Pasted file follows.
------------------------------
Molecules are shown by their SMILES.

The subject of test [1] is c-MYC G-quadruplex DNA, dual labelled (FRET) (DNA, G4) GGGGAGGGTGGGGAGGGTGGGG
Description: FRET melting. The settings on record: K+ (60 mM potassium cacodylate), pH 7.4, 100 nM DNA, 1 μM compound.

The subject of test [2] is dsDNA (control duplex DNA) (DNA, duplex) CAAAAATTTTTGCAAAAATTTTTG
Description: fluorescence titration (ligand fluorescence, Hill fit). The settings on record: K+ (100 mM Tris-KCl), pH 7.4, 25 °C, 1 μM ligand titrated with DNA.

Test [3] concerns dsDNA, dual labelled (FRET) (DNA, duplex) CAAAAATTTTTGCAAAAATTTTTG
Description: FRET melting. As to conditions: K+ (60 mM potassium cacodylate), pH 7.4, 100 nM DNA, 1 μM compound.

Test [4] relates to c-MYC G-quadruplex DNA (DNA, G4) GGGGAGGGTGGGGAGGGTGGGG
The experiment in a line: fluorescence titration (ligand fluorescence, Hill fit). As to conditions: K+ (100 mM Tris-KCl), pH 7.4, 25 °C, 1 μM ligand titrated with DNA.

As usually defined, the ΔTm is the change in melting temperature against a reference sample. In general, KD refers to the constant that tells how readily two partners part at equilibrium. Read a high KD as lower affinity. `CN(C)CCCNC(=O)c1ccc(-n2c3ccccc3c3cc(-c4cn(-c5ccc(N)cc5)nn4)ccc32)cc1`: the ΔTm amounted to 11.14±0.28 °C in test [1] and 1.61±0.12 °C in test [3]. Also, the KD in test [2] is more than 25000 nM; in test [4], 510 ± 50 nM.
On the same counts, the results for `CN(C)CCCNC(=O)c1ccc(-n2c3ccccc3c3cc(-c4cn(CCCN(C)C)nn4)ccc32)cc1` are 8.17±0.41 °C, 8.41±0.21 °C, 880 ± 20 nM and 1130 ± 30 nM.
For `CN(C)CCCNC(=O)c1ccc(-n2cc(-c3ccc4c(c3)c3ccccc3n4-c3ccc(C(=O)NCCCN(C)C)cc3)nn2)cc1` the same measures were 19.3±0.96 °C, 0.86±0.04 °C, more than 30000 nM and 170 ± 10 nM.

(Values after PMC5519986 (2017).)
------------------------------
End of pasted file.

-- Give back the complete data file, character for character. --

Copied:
Molecules are shown by their SMILES.

The subject of test [1] is c-MYC G-quadruplex DNA, dual labelled (FRET) (DNA, G4) GGGGAGGGTGGGGAGGGTGGGG
Description: FRET melting. The settings on record: K+ (60 mM potassium cacodylate), pH 7.4, 100 nM DNA, 1 μM compound.

The subject of test [2] is dsDNA (control duplex DNA) (DNA, duplex) CAAAAATTTTTGCAAAAATTTTTG
Description: fluorescence titration (ligand fluorescence, Hill fit). The settings on record: K+ (100 mM Tris-KCl), pH 7.4, 25 °C, 1 μM ligand titrated with DNA.

Test [3] concerns dsDNA, dual labelled (FRET) (DNA, duplex) CAAAAATTTTTGCAAAAATTTTTG
Description: FRET melting. As to conditions: K+ (60 mM potassium cacodylate), pH 7.4, 100 nM DNA, 1 μM compound.

Test [4] relates to c-MYC G-quadruplex DNA (DNA, G4) GGGGAGGGTGGGGAGGGTGGGG
The experiment in a line: fluorescence titration (ligand fluorescence, Hill fit). As to conditions: K+ (100 mM Tris-KCl), pH 7.4, 25 °C, 1 μM ligand titrated with DNA.

As usually defined, the ΔTm is the change in melting temperature against a reference sample. In general, KD refers to the constant that tells how readily two partners part at equilibrium. Read a high KD as lower affinity. `CN(C)CCCNC(=O)c1ccc(-n2c3ccccc3c3cc(-c4cn(-c5ccc(N)cc5)nn4)ccc32)cc1`: the ΔTm amounted to 11.14±0.28 °C in test [1] and 1.61±0.12 °C in test [3]. Also, the KD in test [2] is more than 25000 nM; in test [4], 510 ± 50 nM.
On the same counts, the results for `CN(C)CCCNC(=O)c1ccc(-n2c3ccccc3c3cc(-c4cn(CCCN(C)C)nn4)ccc32)cc1` are 8.17±0.41 °C, 8.41±0.21 °C, 880 ± 20 nM and 1130 ± 30 nM.
For `CN(C)CCCNC(=O)c1ccc(-n2cc(-c3ccc4c(c3)c3ccccc3n4-c3ccc(C(=O)NCCCN(C)C)cc3)nn2)cc1` the same measures were 19.3±0.96 °C, 0.86±0.04 °C, more than 30000 nM and 170 ± 10 nM.

(Values after PMC5519986 (2017).)